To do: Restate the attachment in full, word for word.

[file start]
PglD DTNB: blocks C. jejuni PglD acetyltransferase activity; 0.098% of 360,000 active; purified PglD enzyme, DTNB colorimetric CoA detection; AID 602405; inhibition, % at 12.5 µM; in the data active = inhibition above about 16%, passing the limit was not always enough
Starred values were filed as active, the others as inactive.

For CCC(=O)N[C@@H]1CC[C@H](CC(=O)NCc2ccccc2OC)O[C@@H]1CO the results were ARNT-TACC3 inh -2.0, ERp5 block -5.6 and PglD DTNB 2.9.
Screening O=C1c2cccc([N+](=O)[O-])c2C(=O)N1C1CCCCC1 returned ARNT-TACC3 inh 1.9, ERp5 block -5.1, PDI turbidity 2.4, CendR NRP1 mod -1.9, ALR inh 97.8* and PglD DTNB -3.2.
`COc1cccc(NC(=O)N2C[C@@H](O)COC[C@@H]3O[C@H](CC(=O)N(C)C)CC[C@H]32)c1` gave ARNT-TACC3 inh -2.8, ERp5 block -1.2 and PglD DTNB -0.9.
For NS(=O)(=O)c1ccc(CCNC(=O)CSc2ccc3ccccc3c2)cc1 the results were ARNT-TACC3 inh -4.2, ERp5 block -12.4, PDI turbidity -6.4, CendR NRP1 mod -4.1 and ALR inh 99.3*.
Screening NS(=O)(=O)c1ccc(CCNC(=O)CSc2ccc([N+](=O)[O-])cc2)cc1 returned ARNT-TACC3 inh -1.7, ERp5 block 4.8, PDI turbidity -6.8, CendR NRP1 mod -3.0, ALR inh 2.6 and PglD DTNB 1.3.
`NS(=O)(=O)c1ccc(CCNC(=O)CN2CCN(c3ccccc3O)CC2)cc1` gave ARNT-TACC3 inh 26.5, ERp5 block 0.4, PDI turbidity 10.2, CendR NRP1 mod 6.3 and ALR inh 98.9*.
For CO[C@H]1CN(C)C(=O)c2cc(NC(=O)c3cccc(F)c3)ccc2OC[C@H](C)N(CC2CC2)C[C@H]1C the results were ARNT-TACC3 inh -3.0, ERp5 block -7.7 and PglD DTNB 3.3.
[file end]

PglD DTNB: blocks C. jejuni PglD acetyltransferase activity; 0.098% of 360,000 active; purified PglD enzyme, DTNB colorimetric CoA detection; AID 602405; inhibition, % at 12.5 µM; in the data active = inhibition above about 16%, passing the limit was not always enough
Starred values were filed as active, the others as inactive.

For CCC(=O)N[C@@H]1CC[C@H](CC(=O)NCc2ccccc2OC)O[C@@H]1CO the results were ARNT-TACC3 inh -2.0, ERp5 block -5.6 and PglD DTNB 2.9.
Screening O=C1c2cccc([N+](=O)[O-])c2C(=O)N1C1CCCCC1 returned ARNT-TACC3 inh 1.9, ERp5 block -5.1, PDI turbidity 2.4, CendR NRP1 mod -1.9, ALR inh 97.8* and PglD DTNB -3.2.
`COc1cccc(NC(=O)N2C[C@@H](O)COC[C@@H]3O[C@H](CC(=O)N(C)C)CC[C@H]32)c1` gave ARNT-TACC3 inh -2.8, ERp5 block -1.2 and PglD DTNB -0.9.
For NS(=O)(=O)c1ccc(CCNC(=O)CSc2ccc3ccccc3c2)cc1 the results were ARNT-TACC3 inh -4.2, ERp5 block -12.4, PDI turbidity -6.4, CendR NRP1 mod -4.1 and ALR inh 99.3*.
Screening NS(=O)(=O)c1ccc(CCNC(=O)CSc2ccc([N+](=O)[O-])cc2)cc1 returned ARNT-TACC3 inh -1.7, ERp5 block 4.8, PDI turbidity -6.8, CendR NRP1 mod -3.0, ALR inh 2.6 and PglD DTNB 1.3.
`NS(=O)(=O)c1ccc(CCNC(=O)CN2CCN(c3ccccc3O)CC2)cc1` gave ARNT-TACC3 inh 26.5, ERp5 block 0.4, PDI turbidity 10.2, CendR NRP1 mod 6.3 and ALR inh 98.9*.
For CO[C@H]1CN(C)C(=O)c2cc(NC(=O)c3cccc(F)c3)ccc2OC[C@H](C)N(CC2CC2)C[C@H]1C the results were ARNT-TACC3 inh -3.0, ERp5 block -7.7 and PglD DTNB 3.3.